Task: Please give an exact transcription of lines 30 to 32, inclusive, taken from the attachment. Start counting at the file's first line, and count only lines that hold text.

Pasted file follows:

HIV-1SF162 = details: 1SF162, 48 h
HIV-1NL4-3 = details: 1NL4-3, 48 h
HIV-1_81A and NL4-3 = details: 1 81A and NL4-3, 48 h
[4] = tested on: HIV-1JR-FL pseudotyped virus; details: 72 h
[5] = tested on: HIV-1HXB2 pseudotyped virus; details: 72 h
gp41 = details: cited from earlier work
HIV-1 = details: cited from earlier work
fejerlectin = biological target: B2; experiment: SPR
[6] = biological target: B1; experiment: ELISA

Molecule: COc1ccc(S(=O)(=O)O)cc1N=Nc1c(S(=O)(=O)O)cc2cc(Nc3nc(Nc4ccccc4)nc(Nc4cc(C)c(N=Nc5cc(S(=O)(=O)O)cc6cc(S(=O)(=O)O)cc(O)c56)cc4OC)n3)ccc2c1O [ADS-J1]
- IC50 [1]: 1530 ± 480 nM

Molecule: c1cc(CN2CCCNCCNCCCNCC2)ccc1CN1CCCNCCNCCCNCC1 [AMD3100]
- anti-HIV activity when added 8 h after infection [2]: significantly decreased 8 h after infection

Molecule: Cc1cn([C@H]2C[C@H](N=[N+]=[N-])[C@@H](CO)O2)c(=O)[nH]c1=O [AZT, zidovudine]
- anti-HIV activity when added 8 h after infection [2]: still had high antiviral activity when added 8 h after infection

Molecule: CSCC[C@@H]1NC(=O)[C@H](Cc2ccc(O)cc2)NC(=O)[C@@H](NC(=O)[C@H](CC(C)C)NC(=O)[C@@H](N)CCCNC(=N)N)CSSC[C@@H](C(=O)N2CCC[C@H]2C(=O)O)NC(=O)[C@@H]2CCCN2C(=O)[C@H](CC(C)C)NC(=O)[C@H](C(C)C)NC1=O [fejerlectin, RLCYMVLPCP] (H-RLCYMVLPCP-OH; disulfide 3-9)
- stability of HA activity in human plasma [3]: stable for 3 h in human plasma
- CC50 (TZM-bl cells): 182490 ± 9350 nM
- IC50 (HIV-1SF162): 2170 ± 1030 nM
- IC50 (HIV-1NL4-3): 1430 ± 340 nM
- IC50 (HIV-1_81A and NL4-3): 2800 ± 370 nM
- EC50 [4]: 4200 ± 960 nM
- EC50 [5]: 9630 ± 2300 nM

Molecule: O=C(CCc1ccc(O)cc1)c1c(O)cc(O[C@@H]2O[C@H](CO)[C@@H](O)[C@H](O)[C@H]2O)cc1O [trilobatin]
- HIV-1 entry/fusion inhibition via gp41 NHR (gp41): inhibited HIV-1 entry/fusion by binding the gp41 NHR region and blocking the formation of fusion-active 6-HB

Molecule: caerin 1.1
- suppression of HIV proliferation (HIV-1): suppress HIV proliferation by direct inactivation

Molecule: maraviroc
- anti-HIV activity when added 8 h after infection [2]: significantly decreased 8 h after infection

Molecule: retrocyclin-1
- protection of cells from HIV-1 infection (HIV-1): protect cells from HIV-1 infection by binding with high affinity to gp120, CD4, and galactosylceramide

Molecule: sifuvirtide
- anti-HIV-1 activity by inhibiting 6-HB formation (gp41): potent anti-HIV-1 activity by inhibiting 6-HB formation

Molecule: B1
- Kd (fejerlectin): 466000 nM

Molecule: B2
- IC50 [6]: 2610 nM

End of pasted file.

Molecule: retrocyclin-1
- protection of cells from HIV-1 infection (HIV-1): protect cells from HIV-1 infection by binding with high affinity to gp120, CD4, and galactosylceramide

Molecule: sifuvirtide